Heisler: Lakers already closing in on Anthony Davis, but with lots of competition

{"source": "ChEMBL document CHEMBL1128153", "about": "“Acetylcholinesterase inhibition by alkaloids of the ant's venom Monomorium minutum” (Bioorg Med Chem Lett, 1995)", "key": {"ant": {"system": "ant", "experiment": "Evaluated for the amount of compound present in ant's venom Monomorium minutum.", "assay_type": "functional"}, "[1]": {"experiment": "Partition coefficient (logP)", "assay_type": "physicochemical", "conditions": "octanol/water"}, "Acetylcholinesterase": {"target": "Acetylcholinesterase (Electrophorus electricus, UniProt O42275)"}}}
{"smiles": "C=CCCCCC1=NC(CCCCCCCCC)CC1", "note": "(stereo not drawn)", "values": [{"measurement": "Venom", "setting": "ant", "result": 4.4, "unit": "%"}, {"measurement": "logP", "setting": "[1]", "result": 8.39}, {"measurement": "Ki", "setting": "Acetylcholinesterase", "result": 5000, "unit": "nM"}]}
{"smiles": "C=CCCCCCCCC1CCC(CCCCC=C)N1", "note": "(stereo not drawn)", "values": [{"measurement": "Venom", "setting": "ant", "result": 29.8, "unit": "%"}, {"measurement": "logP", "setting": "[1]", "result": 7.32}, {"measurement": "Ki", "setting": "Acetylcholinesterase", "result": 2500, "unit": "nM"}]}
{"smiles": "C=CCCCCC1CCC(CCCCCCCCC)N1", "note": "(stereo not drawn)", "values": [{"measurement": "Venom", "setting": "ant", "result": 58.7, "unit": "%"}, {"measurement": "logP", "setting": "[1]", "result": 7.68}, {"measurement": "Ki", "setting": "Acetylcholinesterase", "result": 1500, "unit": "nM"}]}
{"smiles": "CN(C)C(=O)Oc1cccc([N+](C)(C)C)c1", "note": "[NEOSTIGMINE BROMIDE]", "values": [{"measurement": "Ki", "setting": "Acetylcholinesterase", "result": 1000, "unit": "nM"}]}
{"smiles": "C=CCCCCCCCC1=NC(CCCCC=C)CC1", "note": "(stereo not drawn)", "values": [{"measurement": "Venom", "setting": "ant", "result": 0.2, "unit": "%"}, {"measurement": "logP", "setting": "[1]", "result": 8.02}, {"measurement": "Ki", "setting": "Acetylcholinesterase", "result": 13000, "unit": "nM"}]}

first_img AD Quality Auto 360p 720p 1080p Top articles1/5READ MOREUCLA alum Kenny Clark signs four-year contract extension with Packers“Come to the Bucks, man,” Giannis Antetokuonmpo told Davis after their game. “Come to the Bucks.”Davis didn’t comment.Sign up for Home Turf and get exclusive stories every SoCal sports fan must read, sent daily. Subscribe here.Actually, Davis, who played through illness in Milwaukee, declined to talk to the press … perhaps further upset at the latest furor after James told ESPN’s Dave McMenamin that trading for A.D. “would be amazing. Like, duh. That would be incredible.”Unfortunately for A.D., Giannis extended his invitation to join him in a hall, surrounded by press people … making it the first star-to-star pitch witnessed in real time.Of course, nothing can happen unless Davis, who’s under contract through 2019, demands a trade. Now, the latest entry in the campaign to woo Anthony Davis:(Fill in your favorite team’s name here.)What was once mere speculation is now a folk movement as the schedule – aka the Pelican Death March – winds through Boston, where Celtics fans see Davis as their next Bill Russell … to Milwaukee, where the Pelicans took another loss and A.D. got another pitch … to Staples Center, where Lakerdom, starting with LeBron James, sees him as next in their line of Wilt Chamberlain, Kareem Abdul-Jabbar and Shaquille O’Neal.Yes, it’s come to that. The Lakers are now vying for a superstar with Milwaukee, the Great White North of the NBA. If Lakers president Magic Johnson, or anyone in any front office, said what James and Antetokuonmpo did, the NBA would fine them hundreds of thousands of dollars for tampering.Players, on the other hand, are allowed carte blanche to recruit each other.Something similar happened in Boston where The Athletic reported Kyrie Irving and Davis spoke “about what it would be like to play together in Boston, according to a league source.”Not that this may reflect anything more than furious internet competition for “scoops” with “league sources” passing along hearsay, so the A.D.-Kyrie talks might have been anything from serious to fleeting.With A.D. seeming to tilt toward the Lakers after dumping his agent to hire LeBron’s pal, Rich Paul, I’d guess it went like this:Kyrie: “You’ve got to come here. We’d be great together!”A.D.: “Yeah, that would be cool.”This just in! More teams are expected to let Davis know they want him, too: Atlanta, Brooklyn, Charlotte, Chicago, Cleveland, and that’s just through the C’s.Nevertheless, this looks real, rather than a media hype with little basis in fact … like the courtship of James by desperate New York fans from 2008 to 2010, before the Knicks’ declining fortunes knocked them out of the running at the end when it came down to Miami and Cleveland.Wherever the Pelicans go, they’re obliged to rally around Davis with Coach Alvin Gentry proclaiming he’s theirs and will stay that way, and A.D. agreeing … up to a point.“We’re not trading him,” Gentry said before Friday’s loss to the Lakers. “He’s under contract another year and a half. That’s the easy part on our side. That’s from our owner all the way down to the last ball boy on our team. We’re not trading him.”Gentry has been a favorite with the local press from his days as Clippers coach and an assistant on Doc Rivers’ staff.Nevertheless, I’d guess what Alvin is really thinking is: “We’re not trading him. Hopefully, we’ll right the ship, he’ll be moved to stay and this will go away. In the meantime, we’ll keep the faith since that’s all we have left.”Of course, the Pelicans won’t trade Davis until they know they must. A.D. is signaling that his decision point will come this summer, when the team is sure to offer him a “super-max” extension worth approximately $240 million, $87 million more than any other team can.Unfortunately for the Pelicans, it doesn’t look like even that will be enough.“I’d take legacy over money,” Davis told Yahoo’s Chris Haynes last week. “I want to have a legacy. All my people that look up to me, the younger kids, I want them to know about A.D.’s legacy. Championships, the things I do in the community, being a good teammate, playing hard.”Oops. The Pelicans shot from 34-48 to 48-34 last season, but are now 15-18, No. 13 in the West, with A.D. noting he must play “almost perfect” to win.Put it all together and it spells “death spiral.”For the maraschino cherry atop the sundae of the Pelicans’ misery, A.D. went to dinner with James after the loss to the Lakers.LeBron’s comments about trading for Davis burned up the NBA last week with small markets worried their stars might be looted next.Nevertheless, the league put out the word that tampering applies only to management, as much as LeBron pushes the envelope.Of course, the Lakers could tell you how little it can mean to be a mega-market, or even the NBA’s most glamorous franchise, which is what they were when the bottom dropped out after their 2010 title.The Lakers are once more the stars’ destination of choice with the gregarious James, the Pied Piper of NBA players, in the place of Kobe Bryant, an entity unto himself who inspired more respect than affection.The fix is, indeed, in with Davis, as Charles Barkley noted last week, making it official, at least as a conspiracy theory.Not that it was any surprise with LeBron’s history of coordinating his moves with peers, be they stars like Dwyane Wade or role players like Mike Miller.The A.D.-to-Lakers story is now galloping miles ahead of current events. NBA team officials seem reconciled to Davis joining the Lakers, but worry he’ll demand a short-term deal – as LeBron did in Cleveland and Miami – signaling stars’ intentions to exert even more power.In real life, this will take months to play out, presumably in the summer. For the moment, at least, A.D. looks like he’s on track, heading straight into the heart of Lakerdom.center_img Newsroom GuidelinesNews TipsContact UsReport an Errorlast_img read more